Teenager's Death Prompts Calls For Safeguards Review in Gene Therapy TrialsAired March 10, 2000 - 1:39 p.m. ET
THIS IS A RUSH TRANSCRIPT. THIS COPY MAY NOT BE IN ITS FINAL FORM AND MAY BE UPDATED.
NATALIE ALLEN, CNN ANCHOR: The death of a teenager in a gene therapy experiment last year and the criticism following it are prompting calls for a review of the safeguards used in selecting patients for such trials. But at what expense?
CNN's Eileen O'Connor has the story.
EILEEN O'CONNOR, CNN MEDICAL CORRESPONDENT (voice-over): Nine- year-old Connor Coyne (ph) has hemophilia, a clotting disorder that means the slightest fall from his bike could mean severe bleeding. A shot every other day of a compound called "clotting factor" helps prevent such bleeds at a cost of $100,000 a year.
His father, Michael Coyne, a doctor, is counting on a cure and says it all depends on the continuation of gene therapy trials despite news of previously unreported complication and the death of one teenager.
DR. MICHAEL COYNE, BERKSHIRE MEDICAL CTR., NATL. HEMOPHILIA FDN.: I consider those isolated and unfortunate instances that shouldn't hold back the progress of science and the hopes for thousands and hundreds of thousands of individuals.
O'CONNOR: Gene therapy involves repairing or replacing the damaged or missing genes by inserting healthy ones into specific cells in the body. Trouble is, the gene has to get past the cell's natural defenses, so scientists attach it to things like cold viruses that are good at getting past those defenses and into the cell. The viruses, though, can make a patient sick; in the case of 19-year-old Jesse Gelsinger, so sick his organs shut down. He died during a gene therapy trial.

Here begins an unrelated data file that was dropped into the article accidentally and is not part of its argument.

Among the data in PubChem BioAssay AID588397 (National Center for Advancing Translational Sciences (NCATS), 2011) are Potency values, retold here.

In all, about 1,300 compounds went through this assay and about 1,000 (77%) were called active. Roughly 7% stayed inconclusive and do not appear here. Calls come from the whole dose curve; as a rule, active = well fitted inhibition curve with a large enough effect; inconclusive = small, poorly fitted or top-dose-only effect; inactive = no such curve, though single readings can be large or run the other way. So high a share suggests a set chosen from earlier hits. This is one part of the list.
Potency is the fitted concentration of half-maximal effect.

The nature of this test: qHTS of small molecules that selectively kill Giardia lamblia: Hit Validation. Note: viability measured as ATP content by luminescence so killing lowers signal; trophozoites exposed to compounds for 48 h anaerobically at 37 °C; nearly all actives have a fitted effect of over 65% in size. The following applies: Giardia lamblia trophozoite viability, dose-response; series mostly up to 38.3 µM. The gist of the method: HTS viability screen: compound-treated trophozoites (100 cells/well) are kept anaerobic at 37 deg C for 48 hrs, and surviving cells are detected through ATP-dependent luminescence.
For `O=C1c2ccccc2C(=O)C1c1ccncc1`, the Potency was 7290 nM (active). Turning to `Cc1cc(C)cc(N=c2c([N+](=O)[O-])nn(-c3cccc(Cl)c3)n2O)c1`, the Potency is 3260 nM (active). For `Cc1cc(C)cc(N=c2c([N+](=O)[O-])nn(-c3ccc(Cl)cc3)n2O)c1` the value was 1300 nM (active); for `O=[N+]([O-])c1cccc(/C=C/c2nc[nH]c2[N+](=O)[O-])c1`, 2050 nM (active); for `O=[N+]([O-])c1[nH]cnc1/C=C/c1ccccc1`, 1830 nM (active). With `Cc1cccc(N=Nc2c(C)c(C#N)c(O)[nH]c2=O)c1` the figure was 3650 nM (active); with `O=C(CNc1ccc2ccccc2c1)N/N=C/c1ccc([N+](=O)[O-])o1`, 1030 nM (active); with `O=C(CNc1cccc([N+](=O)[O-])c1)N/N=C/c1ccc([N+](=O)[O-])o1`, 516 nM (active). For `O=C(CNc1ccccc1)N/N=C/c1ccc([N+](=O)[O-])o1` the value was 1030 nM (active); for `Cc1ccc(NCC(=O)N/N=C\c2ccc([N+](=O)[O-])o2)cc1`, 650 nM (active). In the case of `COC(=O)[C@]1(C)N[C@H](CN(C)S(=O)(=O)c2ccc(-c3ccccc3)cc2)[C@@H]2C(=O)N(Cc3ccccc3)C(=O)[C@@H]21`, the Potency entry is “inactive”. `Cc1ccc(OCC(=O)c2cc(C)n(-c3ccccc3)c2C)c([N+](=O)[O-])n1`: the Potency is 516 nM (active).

Gelsinger's father has been lobbying Congress and the National Institutes of Health to review safeguards. And with only limited success thus far, some critics say these trials should be suspended, or use only terminally ill patients as test subjects.
JEREMY RIFKIN, FOUNDATION ON ECONOMIC TRENDS: We still don't know what these viral vectors will do. We haven't cured a single patient. So it seems to me, at this point in time, it would be irresponsible for the NIH not to impose a moratorium. O'CONNOR: Instead of a moratorium, the FTA is increasing safety monitoring and demanding more independent oversight of gene therapy trials.
As a physician, Michael Coyne likens it to the risks incured in the development of bone marrow transplants; risks that he believes are worth it.
COYNE: I look forward to the day when gene therapy will provide a cure for Connor and many others like him.
Eileen O'Connor, CNN, Washington.
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